Liberation is not a place; it does not exist in the heavens, the earth or the spirit-world. Freedom has no space, no time, no location; it can only exist in the now, in the present moment. Moksha (liberation, freedom) is the state of non-ego, where the “me” vanishes and one stands free from all desires, actions and consequences in a total state of oneness.We are bound to this material world through attachment, desire, and the inability to see or experience the oneness of all life. Maya (illusion) is both the psychological separation between ego and the universe and the psychological filter that colors all of our experience. Maya is our memories, conceptions, judgments, and biases that present a distorted sense of reality. These impressions of past experiences become superimposed or projected on current experiences creating a false reality. Maya reinforces the ego, strengthens attachment, and defines our individual “story” that defines who we are and our relationship to the external world.
To achive moksha, maya must be cast off, anava (ego) must be dissolved, and both our attachments to pleasure and our aversions to discomfort must be severed. Moksha arises spontaneously when we become completely absorbed in the sensation of an experience without thought. This “taste” of total absorption is common yet fleeting. Through the practice of yoga, we seek to create the tools to consciously and willfully "pierce the veil" of maya and see the transcendent nature of reality. These tools include selfless work (karma yoga), self-dissolving love (bhakti yoga), absolute discernment (jnana yoga), and meditative immersion (raja yoga).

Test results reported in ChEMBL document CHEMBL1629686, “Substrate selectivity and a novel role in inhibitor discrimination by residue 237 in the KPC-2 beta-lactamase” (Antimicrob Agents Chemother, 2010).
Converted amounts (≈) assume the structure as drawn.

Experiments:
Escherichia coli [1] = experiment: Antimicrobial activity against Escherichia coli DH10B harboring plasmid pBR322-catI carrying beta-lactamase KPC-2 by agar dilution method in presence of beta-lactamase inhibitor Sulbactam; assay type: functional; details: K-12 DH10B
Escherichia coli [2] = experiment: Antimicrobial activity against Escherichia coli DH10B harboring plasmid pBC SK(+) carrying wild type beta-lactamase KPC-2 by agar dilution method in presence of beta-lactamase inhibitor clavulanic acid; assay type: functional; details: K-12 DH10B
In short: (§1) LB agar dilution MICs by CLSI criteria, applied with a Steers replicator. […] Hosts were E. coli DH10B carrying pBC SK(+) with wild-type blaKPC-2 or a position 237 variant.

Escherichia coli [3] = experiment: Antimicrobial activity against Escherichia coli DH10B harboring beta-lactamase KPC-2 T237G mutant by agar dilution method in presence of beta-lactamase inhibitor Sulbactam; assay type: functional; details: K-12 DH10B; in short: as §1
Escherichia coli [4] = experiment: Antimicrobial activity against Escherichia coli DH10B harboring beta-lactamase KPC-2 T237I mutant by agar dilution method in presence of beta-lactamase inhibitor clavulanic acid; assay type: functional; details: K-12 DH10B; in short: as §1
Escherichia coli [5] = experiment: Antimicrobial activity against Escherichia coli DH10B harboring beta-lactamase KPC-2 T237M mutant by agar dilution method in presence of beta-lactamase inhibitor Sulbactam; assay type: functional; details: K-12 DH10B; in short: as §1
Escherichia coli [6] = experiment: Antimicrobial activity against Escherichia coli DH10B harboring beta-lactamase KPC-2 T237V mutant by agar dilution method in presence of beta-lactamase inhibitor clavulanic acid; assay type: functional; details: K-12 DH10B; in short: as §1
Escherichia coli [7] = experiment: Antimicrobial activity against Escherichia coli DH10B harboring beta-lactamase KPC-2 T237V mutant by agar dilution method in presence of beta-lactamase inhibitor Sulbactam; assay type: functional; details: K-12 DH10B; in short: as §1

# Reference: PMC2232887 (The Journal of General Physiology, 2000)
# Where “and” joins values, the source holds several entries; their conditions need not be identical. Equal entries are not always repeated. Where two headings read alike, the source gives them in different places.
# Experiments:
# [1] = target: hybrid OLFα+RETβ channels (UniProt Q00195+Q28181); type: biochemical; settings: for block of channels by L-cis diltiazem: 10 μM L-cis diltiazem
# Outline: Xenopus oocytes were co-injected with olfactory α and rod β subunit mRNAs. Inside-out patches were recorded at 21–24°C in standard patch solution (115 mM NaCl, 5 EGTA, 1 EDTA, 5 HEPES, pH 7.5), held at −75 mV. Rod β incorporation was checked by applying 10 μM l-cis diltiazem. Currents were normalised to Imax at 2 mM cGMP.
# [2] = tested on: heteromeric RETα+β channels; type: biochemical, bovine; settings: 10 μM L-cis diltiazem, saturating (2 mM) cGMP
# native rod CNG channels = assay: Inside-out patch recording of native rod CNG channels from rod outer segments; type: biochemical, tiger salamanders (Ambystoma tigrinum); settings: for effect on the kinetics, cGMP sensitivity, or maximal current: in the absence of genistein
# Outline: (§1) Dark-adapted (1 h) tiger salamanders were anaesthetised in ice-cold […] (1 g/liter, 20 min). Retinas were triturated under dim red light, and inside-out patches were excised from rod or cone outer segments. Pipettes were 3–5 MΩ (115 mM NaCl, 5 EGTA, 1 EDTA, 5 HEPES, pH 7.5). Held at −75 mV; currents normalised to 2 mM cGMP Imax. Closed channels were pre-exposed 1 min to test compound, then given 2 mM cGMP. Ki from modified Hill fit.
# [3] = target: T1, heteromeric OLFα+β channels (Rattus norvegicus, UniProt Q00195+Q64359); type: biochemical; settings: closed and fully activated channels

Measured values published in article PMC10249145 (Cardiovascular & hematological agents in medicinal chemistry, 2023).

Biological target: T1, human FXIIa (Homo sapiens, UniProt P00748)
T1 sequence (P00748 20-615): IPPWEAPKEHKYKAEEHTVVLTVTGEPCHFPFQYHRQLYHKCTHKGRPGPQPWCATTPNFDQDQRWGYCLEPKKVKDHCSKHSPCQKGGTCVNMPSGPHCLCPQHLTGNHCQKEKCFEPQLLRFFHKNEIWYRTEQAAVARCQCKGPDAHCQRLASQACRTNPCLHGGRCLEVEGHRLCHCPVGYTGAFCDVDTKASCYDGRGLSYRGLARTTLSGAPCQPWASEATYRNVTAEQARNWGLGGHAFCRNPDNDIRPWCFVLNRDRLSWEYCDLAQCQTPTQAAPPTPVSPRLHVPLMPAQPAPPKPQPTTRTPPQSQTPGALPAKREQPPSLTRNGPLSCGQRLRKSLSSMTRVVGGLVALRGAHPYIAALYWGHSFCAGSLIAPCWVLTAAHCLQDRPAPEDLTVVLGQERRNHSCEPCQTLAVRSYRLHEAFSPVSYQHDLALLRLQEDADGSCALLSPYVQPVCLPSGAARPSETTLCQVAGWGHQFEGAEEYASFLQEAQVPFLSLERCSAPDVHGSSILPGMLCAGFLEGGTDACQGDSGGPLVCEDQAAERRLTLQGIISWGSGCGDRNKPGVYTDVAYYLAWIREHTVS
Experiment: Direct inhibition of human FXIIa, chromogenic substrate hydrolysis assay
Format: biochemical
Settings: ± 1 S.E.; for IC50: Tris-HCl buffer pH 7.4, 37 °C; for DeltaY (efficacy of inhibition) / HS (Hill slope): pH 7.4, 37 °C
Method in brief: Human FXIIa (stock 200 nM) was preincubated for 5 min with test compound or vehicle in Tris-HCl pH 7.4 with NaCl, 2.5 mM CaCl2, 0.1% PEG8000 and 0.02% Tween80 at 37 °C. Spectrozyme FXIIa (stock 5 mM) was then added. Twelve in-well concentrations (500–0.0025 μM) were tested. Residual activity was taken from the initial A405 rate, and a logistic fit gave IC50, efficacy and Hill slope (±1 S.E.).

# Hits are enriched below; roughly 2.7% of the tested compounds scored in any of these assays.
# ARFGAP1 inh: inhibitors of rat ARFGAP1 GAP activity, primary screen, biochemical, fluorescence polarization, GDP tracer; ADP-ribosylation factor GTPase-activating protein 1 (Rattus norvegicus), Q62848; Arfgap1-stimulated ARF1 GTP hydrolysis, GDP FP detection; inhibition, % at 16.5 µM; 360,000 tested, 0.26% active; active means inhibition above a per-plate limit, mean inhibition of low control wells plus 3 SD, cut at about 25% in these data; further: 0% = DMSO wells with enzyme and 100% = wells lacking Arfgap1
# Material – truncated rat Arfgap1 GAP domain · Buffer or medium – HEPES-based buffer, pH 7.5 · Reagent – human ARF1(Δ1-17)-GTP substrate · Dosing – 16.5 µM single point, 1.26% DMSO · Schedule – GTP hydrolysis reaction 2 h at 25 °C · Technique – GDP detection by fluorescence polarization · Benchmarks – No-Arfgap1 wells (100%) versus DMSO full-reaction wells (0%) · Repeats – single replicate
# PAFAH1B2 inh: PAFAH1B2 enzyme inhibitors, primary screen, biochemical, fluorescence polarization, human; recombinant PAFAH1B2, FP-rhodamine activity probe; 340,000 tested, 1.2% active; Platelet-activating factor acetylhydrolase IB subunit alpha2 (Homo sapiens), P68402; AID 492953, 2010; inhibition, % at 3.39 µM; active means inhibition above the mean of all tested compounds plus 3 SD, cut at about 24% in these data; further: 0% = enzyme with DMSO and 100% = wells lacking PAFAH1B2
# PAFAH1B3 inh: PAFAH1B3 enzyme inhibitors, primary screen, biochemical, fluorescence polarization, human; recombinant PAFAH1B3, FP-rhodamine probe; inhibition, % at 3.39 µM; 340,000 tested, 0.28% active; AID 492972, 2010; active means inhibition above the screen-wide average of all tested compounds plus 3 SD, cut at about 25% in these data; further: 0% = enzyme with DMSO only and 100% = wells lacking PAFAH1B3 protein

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The most fundamental tool yoga gives us to create moksha is conscious awareness. Through the use of awareness we can slowly begin to see our projections, desires, attachments and judgments for what they are. Once these distorting factors become conscious, they are able to dissolve and unblock the way to a direct experience of reality. When we become liberated from the illusionary world of maya we are able to be in yoga: the union of the inner self (Atman) with the oneness of all life (Brahman).
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